FDA Approves Vitrakvi as New Oncology Drug

On Monday, November 26th, 2018, the U.S. Food and Drug Administration (FDA) announced the approval of a new oncology medication, Vitrakvi (larotrectinib). This drug is the second approved medication in a class of immune therapies that treats cancers based on the biomarkers of the tumor rather than on the location of the tumor. Vitrakvi is the first type of drug that is considered “tissue agnostic,” which means that it is able to treat multiple types of cancers as long as they share the same, targeted biomarker.

Vitrakvi is used to treat both pediatric and adult solid-tumor cancers (not blood cancers) that have a neurotrophic receptor tyrosine kinase (NTRK) gene fusion without a known acquired resistance mutation. To qualify for this treatment, the cancer must have metastasized, or it should be in a place in the body where surgery to remove the tumor could cause harm. The drug should be used when there are no other treatment options available when first diagnosed, or when the patient has progressed following other therapies, such as a relapse.

About NTRK mutations

When NTRK genes become attached to other genes, they can send out signals that make tumors grow. This process is not common, but can happen in many different areas of the body, such as the lung, soft tissues, kidney, breast and thyroid. This is the first medication that has been approved to treat this specific NTRK gene mutation, and is a breakthrough in approvals for tissue agnostic therapies.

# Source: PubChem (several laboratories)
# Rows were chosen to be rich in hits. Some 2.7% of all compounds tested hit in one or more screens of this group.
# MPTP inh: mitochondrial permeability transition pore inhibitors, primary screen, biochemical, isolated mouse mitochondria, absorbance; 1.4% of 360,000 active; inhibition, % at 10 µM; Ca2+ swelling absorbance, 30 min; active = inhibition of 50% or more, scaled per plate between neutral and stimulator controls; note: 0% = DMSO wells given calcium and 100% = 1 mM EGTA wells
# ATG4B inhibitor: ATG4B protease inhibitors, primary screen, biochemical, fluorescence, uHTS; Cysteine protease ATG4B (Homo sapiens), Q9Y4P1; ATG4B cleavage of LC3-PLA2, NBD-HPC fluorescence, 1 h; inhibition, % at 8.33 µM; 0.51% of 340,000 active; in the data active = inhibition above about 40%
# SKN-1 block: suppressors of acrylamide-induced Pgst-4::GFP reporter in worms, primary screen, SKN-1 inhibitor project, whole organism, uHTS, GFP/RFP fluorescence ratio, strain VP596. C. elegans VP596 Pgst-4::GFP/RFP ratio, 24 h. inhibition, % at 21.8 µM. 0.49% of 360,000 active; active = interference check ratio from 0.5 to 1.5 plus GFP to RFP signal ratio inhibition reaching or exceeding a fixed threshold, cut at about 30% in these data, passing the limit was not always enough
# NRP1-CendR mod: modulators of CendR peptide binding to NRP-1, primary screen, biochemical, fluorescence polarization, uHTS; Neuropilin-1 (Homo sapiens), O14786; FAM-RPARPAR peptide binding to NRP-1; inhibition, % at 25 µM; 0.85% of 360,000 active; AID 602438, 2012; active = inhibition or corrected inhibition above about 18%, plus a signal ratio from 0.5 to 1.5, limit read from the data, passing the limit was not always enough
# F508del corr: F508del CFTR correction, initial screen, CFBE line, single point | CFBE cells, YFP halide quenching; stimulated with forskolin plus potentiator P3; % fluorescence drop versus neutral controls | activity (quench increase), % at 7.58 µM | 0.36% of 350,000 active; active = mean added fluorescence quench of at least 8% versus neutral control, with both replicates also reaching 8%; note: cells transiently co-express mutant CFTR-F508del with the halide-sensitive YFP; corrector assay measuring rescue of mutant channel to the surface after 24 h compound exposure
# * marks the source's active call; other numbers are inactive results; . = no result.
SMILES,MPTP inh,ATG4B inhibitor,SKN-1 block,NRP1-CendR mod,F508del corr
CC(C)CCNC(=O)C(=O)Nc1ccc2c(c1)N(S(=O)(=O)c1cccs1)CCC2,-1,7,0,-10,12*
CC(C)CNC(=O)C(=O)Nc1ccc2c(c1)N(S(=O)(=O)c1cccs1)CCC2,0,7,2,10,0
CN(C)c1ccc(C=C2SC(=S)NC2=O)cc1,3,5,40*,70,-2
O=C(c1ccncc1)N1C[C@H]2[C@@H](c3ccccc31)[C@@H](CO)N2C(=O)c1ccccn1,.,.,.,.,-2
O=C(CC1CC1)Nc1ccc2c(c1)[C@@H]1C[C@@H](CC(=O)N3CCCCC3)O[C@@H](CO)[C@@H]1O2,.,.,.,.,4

About Vitrakvi

Vitrakvi was tested in three separate clinical trials in both pediatric and adult patients. There were 55 patients treated with the medication who had the NTRK gene, and either had no other good treatment options, or had relapsed. There was a 75% overall response rate, which was not limited to any of the types of solid tumors. In the time beyond that, 73% of responses lasted more than six months, and 39% of responses lasted over a year. There were many different types of tumors that responded to the medication, including, lung, thyroid, salivary gland, soft tissue sarcomas, and infantile fibrosarcoma.

Accelerated approval

Because the patients were treated so successfully, and there are not other drugs that treat NTRK gene mutations, Vitrakavi received an accelerated approval from the FDA. This approval is specifically for drugs that fill an unmet medical need, whose research has shown that it has a clinical benefit for patients. This drug will continue to undergo research to show that the clinical benefit can be confirmed.

Possible side effects with Vitrakvi

Like most drugs, Vitrakvi causes some side effects. The most common side effects reported in the clinical trials were fatigue, nausea, cough, constipation, diarrhea, vomiting, dizziness and increased liver enzyme levels (ALT and AST). Patients should report symptoms of dizziness to their doctor right away, as they can be signs of neurological reactions. Patients should also have their ALT and AST levels checked every two weeks for the first month of treatment, then once a month as clinically indicated.

Why this is important

This approval of this drug is important because it means that physicians and researchers are treating cancer by looking at tumor genetics, which means that the treatments are becoming much more targeted to the specific tumor. This approval paves the way for researchers to study other targeted therapies that may treat multiple cancers rather than cancers by locations within the body, giving patients better treatment, and more effective therapy.

View References
  1. FDA approves an oncology drug that targets a key genetic driver of cancer, rather than a specific type of tumor. U.S. Food and Drug Administration. Available at https://www.fda.gov/NewsEvents/Newsroom/PressAnnouncements/ucm626710.htm. Published 2018. Accessed November 28, 2018.

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